Ilash's Recent Comments
June 15, 2020 12:43 pm I'm still busy catching up on the show so I hope you see this late comment but a couple of recommendations for great "literary" graphic novels, I highly recommend The Sculptor by Scott McCloud, which seems to have been overlooked even by fans of Understanding Comics but I thought it was terrific. Another good one I read recently is Horizontal Collaboration by Navie and Carole Maurel, which I think you guys will especially enjoy as its a World War II story about the way French women who had relationships with German soldiers would be ostracized by their communities. Beautiful artwork too.
February 15, 2020 3:54 pm A little late to the party here but, guys, Second Coming only ended its first arc with issue 6. They're taking a few months off as coming back with "season 2" later this year. All Ahoy books seem to work that way with series being made of a bunch of minis.
December 23, 2019 1:16 pm While I'm largely with Conor on this (which is a bit of a change as our tastes tend to differ a lot) I must say, I liked it a lot more the second time around - which is uncommon for a post-OT Star Wars film. My appreciation for them tends to go down by at least a little bit on the second or third viewing. Hell, I loved episodes I and II the first time around and it was only on later viewings that I accepted how weak they are. ! But for this one, between worrying that they would let the side down and really noticing the flaws on the first go around, I was able to just sit back and enjoy all the tons that it gets right. Tons of manipulative fan service? You betcha. And yet so much of the best stuff to do with RoS was all about Rey and Kylo Ren. Whatever else you might say about the sequels, they were worth it for those two characters and actors alone. Here's the big point of departure, though: I absolutely love The Last Jedi. I think it is, pretty easily, the best non-OT Star Wars movie to date and I just love how audacious Rian Johnson was with it and how he gave it a thematic complexity that's not all that common for the series. The problem is - and this is where I'm once again back to all of your lines of thinking - that Rian Johnson and JJ Abrams have such radically different views on storytelling and on Star Wars that it became impossible to make a cohesive trilogy between the two of them. I'm a fan of both directors but they should each have been given their own trilogy to see all the way through. Instead, this final installment ultimately felt rushed precisely because JJ landed up trying to effectively cram the final two films in his trilogy into one movie, while also trying up or "correcting" (as he sees it) loose ends left by the Last Jedi. That it works as well as it does is actually pretty impressive. I do think this trilogy was badly planned but less in the sense that they didn't have all the major plot points worked out (Lucas himself clearly made stuff up as he went along) but that Lucasfilm couldn't decide on a single vision for the trilogy so they hired two radically different directors for the first two films and then when the third director fell out, had to rely on Abrams to close out the series, despite the series moving in a way that he undoubtedly would not have gone in himself. I absolutely agree that, in broad strokes, this is how the final installment should have played out (I think even Johnson would have given us an uplifting finale - that is what he was building to) but between the negative reaction by some to TLJ and Abrams being so different a filmmaker to Rian Johnson, the film spent so much time "playing nice" that the apparent death of Chewie, Hux's turn and even Rey's "death" (yeah, they do overuse this trick) are dealt with at such a sprint that they barely get a chance to register before they're completely undone. Overall, despite bringing out the absolute worst in fans (I must admit, I laughed a bit with each new Force trick Rey was able to perform just because of how much it must have royally pissed off all those horrible "incel" people), I liked the sequel trilogy quite a bit. Is it my ideal followup to Return of the Jedi? Nope. Especially because I was such a fan of the Expanded Universe novels and comics when I was younger. It is a gigantic leap up from the prequels, though, and I do think it had waaaay more good things about it than bad (especially its note-perfect cast). I do hope that the powers that be spend a bit more time next time coming up with an actual vision. Rankings... 1. Empire. 2. Star Wars 3. Return of the Jedi (possibly my fave but even a hint of objectivity shows it to be the weakest of the OT) 4. The Last Jedi 5. The Force Awakens 6. The Rise of Skywalker (5 and 6 are super close) 7. Revenge of the Sith 8. Rogue One 9. Solo .. .... ....... ............ 999. Attack of the Clones 1000. The Phantom Menace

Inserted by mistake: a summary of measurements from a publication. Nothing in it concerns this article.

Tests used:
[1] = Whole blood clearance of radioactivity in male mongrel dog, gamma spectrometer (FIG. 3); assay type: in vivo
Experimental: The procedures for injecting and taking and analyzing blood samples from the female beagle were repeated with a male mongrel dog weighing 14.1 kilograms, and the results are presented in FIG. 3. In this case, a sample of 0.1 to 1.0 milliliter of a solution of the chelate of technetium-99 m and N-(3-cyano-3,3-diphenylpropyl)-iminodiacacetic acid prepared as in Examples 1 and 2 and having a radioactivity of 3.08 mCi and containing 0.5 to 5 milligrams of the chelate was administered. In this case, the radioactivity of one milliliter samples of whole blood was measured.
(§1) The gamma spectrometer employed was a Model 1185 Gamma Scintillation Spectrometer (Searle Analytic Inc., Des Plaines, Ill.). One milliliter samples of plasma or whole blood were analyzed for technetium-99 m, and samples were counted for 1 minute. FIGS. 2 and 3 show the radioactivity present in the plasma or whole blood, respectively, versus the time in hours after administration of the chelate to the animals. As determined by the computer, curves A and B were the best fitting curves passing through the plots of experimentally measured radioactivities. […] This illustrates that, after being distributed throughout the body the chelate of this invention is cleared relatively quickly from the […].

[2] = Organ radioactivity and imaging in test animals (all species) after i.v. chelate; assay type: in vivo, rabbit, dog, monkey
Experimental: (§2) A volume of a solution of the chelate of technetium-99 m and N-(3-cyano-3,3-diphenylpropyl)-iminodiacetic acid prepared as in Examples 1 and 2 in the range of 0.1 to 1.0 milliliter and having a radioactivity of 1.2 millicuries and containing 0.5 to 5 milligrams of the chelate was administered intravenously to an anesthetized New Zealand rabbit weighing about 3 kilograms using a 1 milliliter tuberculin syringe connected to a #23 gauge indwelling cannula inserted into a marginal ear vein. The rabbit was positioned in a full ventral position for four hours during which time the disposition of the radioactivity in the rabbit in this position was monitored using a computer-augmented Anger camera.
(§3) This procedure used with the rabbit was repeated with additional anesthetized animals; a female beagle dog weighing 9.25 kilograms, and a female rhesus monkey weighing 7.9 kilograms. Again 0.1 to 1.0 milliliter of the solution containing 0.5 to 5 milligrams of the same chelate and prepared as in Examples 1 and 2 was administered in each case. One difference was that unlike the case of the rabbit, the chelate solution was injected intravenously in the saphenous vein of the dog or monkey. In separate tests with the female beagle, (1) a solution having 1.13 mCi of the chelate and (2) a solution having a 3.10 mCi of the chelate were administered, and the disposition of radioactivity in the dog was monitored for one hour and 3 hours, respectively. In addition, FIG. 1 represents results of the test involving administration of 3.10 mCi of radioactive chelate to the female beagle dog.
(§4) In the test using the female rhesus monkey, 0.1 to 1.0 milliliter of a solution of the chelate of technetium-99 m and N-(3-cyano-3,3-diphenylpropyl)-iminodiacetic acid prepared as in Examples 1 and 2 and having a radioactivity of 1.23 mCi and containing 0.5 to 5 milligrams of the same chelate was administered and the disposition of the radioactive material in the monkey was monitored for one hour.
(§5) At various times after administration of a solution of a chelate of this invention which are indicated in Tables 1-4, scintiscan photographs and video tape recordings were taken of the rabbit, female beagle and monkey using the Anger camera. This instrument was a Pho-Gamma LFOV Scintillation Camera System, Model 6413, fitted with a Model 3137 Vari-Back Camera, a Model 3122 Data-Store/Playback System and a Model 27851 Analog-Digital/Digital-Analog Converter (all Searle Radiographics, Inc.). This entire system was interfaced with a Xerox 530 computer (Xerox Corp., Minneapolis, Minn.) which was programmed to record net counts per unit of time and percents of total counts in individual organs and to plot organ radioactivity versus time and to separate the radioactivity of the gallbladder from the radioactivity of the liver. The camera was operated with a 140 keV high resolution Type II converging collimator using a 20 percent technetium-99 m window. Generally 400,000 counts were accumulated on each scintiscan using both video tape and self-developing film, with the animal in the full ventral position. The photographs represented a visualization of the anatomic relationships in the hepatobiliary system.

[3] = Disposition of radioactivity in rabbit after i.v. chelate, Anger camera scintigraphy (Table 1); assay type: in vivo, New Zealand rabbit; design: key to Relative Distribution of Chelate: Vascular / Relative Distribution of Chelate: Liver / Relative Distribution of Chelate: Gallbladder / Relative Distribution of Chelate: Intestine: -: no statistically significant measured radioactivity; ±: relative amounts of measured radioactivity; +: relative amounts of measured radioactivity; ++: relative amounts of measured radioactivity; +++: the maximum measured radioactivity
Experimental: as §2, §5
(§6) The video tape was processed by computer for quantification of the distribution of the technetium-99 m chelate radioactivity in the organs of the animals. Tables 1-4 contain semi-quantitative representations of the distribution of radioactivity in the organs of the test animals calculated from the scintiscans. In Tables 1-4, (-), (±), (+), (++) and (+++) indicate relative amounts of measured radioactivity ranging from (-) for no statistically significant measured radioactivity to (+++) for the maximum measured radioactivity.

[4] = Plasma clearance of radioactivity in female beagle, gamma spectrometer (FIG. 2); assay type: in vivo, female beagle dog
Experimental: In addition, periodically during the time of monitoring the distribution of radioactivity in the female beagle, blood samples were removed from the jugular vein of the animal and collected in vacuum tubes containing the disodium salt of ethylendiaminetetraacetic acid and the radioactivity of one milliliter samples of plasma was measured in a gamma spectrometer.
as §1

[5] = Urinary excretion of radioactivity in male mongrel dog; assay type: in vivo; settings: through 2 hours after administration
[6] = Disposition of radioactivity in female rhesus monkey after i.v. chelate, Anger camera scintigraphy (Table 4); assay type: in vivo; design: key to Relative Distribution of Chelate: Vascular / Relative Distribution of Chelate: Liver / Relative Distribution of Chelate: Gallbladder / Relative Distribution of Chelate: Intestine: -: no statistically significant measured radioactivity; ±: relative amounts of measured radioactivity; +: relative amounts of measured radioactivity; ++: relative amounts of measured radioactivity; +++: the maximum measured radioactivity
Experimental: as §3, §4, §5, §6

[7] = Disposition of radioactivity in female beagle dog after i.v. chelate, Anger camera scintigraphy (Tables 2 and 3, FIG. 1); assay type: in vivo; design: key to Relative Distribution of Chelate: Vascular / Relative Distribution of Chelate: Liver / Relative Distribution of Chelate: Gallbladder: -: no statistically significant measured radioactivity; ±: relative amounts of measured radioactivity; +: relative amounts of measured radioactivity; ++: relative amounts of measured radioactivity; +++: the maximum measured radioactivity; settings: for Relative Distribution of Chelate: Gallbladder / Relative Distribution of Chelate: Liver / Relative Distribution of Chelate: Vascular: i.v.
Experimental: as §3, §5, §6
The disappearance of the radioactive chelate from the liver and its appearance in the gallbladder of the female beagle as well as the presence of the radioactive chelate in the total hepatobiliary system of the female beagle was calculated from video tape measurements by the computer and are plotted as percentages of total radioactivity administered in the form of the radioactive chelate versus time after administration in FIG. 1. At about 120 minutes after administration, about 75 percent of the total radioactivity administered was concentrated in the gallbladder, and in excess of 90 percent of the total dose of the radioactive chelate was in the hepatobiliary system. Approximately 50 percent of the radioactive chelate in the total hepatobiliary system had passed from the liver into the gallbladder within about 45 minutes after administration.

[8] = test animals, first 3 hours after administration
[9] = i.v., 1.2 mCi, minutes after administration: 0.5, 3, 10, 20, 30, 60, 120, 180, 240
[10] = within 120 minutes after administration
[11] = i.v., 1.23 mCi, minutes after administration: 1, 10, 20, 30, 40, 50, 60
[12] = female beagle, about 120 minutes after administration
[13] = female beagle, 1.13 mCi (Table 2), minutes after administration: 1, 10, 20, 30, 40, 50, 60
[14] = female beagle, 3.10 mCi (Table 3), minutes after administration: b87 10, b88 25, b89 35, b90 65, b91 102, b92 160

July 28, 2019 10:50 pm Great episode, guys, as usual. I'm actually fairly ambivalent about Planetary and much of Warren Ellis' work. While Transmet remains one of my all-time favourite series and I have a particular soft spot for Nextwave, just about everything else he's done doesn't ever hit me in the way that I think it's supposed to. He's clearly a very talented writer and I wouldn't say I don't enjoy stuff like Planetary and The Authority but there's a cynicism and smugness to most of even his best work that always keeps me from fully investing in his comics. It's funny, therefore, that you guys mention that there is a heart and optimism to his comics. Not because I don't agree with you at all but because I sort of do but that doesn't change my general feeling about his work. I can definitely see spots of humanity in stuff like the Authority or Planetary but they just never seem to break through that layer of cool, snarky indifference. Transmet is a major exception to this as that humanity comes through very loud and clear almost right from the off but especially once he started doing once-off issues of Spider covering ordinary and often quite broken people, which really highlighted Spider Jerusalem's underlying broken idealism. I really wish this wasn't the case because everything else about Planetary is pretty damn exceptional - though, yeah, Cassaday is definitely better in the first half of the series than the latter parts - but the lack of emotional connection stops it from going down as one of my absolute faves.